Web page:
Fran, hurt too, was hospitalized with broken ribs, a punctured lung, badly injured shoulders and back. It fell to her daughter, Lisa, to make the painful calls to other family members.
"I started calling Daddy's family," Lisa says. "I thought, 'How do I tell my grandparents that their baby son is dead?' "
Twice the family gathered for a funeral. Jimmy Cianos was buried on a Tuesday in his Little League uniform. Two days later, Jerome Barrett was laid to rest. His casket was veiled because, his daughter says, "it just didn't look like him."
Somehow, it made Fran feel better to put pictures in the casket. Family pictures, wedding pictures, almost every good picture she had of Jerry went into the casket.
Fran was lost without Jerry. For 22 years, he had been the center of her life. They never had a lot of money, but Jerry took care of his family.
Fran was 16 and expecting their first child when they got married. Jerry was 17. But they had beaten the odds. Their marriage had not only survived; it had flourished. And then he was gone.
"She has had a very hard time," her sister says. "It has changed everything for her."
Although Jerry had a small insurance policy, Fran now needed to bring home a weekly paycheck for the first time in her life. She has had trouble keeping a job, mostly due to recurring back and shoulder problems from the accident.
And Jimmy's death left a gaping hole in the Cianos family. Robin and her husband had to tell the twins, then 9, that their brother was dead.
"It was hard," Robin says. "We said Jimmy and Uncle Jerry were in an accident and now they are with Jesus." Both boys cried.
Since Jimmy's death, one twin has been unsettled by even minor changes around the house. He became upset when his parents decided to replace the old refrigerator with a new one.
To cope with their grief, the family began attending support groups for victims, where they met others who had lost loved ones to violence. Some had been meeting for many years and still hadn't gotten past their pain.
"It's very frightening and depressing to see that this is our future," Robin wrote to the judge.
Sean Patrick Hall was the child of an alcoholic mother, according to court testimony. And he was a drinker, too.
On the morning of Aug. 7, 1993, he was on his way home from a crab feast, where he had drunk at least eight beers.
Several hours after the accident, his blood alcohol level measured about .17. In Maryland, a level of .10 is legal proof of intoxication.
This wasn't Hall's first time driving drunk. In 1989, he was convicted of an alcohol-related driving offense and granted probation before judgment. After two years on probation, his record was wiped clean.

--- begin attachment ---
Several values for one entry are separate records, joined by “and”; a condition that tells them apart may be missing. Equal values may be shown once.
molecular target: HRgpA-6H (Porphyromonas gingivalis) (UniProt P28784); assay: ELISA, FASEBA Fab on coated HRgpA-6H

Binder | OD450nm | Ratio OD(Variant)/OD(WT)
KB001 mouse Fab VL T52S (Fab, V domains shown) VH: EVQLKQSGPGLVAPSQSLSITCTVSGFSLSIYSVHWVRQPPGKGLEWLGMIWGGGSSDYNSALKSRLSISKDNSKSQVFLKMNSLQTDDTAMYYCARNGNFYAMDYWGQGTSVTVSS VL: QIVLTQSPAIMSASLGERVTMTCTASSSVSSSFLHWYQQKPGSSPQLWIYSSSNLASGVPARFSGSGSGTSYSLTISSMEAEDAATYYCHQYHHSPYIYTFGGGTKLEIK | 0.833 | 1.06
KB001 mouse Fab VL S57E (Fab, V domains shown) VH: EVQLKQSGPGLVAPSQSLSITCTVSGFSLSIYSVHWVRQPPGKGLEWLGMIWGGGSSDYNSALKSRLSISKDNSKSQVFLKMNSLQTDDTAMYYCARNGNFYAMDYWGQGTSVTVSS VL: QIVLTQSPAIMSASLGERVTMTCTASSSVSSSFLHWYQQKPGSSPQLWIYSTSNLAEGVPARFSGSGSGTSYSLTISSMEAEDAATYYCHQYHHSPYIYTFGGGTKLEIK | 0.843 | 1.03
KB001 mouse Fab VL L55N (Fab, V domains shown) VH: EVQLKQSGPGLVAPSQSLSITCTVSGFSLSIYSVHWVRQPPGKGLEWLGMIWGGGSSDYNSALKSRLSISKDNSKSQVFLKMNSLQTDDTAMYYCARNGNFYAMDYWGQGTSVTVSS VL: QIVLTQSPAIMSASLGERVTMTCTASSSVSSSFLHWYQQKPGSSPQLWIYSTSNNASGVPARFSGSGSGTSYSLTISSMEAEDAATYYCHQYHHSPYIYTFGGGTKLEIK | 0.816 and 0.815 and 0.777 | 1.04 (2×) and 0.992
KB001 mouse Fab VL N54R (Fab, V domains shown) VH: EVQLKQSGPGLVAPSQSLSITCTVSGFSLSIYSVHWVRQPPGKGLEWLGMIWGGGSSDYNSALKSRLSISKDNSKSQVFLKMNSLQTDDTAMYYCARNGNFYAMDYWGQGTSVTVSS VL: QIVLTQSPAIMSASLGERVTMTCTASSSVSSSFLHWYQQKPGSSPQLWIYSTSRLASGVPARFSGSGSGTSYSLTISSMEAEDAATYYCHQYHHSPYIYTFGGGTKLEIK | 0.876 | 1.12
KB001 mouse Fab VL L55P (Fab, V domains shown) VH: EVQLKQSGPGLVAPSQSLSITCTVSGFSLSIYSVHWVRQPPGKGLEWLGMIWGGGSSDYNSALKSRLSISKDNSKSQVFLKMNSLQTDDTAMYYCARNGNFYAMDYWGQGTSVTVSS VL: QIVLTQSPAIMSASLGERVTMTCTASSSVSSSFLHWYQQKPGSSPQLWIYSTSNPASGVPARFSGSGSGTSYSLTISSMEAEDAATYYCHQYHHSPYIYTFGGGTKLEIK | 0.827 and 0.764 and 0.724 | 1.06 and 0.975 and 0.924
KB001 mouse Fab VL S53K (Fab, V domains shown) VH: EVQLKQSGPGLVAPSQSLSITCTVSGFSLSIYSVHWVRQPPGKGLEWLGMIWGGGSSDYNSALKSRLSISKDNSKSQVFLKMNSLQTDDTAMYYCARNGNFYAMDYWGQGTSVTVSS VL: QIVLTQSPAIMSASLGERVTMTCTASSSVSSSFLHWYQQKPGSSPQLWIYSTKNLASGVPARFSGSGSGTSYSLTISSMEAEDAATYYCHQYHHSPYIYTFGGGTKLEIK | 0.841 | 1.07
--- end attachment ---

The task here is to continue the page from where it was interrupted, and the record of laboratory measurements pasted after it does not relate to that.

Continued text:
Hall, who refused to be interviewed for this story, admitted he was drunk again when his pickup crossed the center line and slammed head on into the Barrett's truck. On Jan. 6, 1994, the 24-year-old Edgewood man pleaded guilty to two counts of automobile manslaughter and driving while intoxicated.
In preparation for Hall's sentencing, Fran and Robin each wrote a letter to Judge Kahl to explain what they had lost. So did about 60 other people: family members, friends, Jerry's co-workers, Jimmy's neighbors and teachers.
"This is going to be a very hard letter for me to write and probably a hard letter for you to read and fully understand," Fran wrote in her 10-page letter to Judge Kahl. "I am putting all my faith in you and God."
She and her sister urged the judge to impose a strict sentence on Hall.
"We as parents know that this hole in our hearts and souls will never be fully mended and this void can never be filled as we struggle to get through each next day without ever seeing our Jimmy's smiling face again," Robin wrote.
"I do believe, in the end, God will be his final judge. In the meantime, our judicial system must serve as the judges and protect the innocent."
Though they had written to Judge Kahl, both women walked into the courtroom on March 7, 1994, expecting to talk to him as well. They wanted him to see and hear their pain.
The judge, who refused to speak to The Sun for this story, didn't deny the sisters the right to speak, the court transcript shows. But he made it clear that he thought it would be a waste of time.
"There's nothing those fine people could tell me that hadn't already been said in whatever letters I've received," the judge said that day. "While I respect their right to be heard, we're already running, I think, a half-hour late. I really don't think it would be beneficial to take the time to hear from them.
"I did read the letters. Very thorough letters. They clearly indicate how deeply these people feel. Nothing they can say will bring the victims back or in any way change what's happened. I would just rather not take that additional time this morning," Judge Kahl said.
Baltimore County prosecutor John Cox advised Fran and Robin not to demand to speak.
"I told them it was an issue they could try to push if they wanted to, but I didn't think it would be a good idea," Mr. Cox recalls. "They basically left it up to me, and I didn't think it would be a good idea to get into a confrontation with the judge right before sentencing."
Sean Hall, however, did speak. "Just want [you] to know that what happened that night was in no way intended," he told the judge.
"I know there is nothing I can say to this family. There's nothing I can say to them. I'm sorry. That ain't good enough," he said. "I wish I could change it."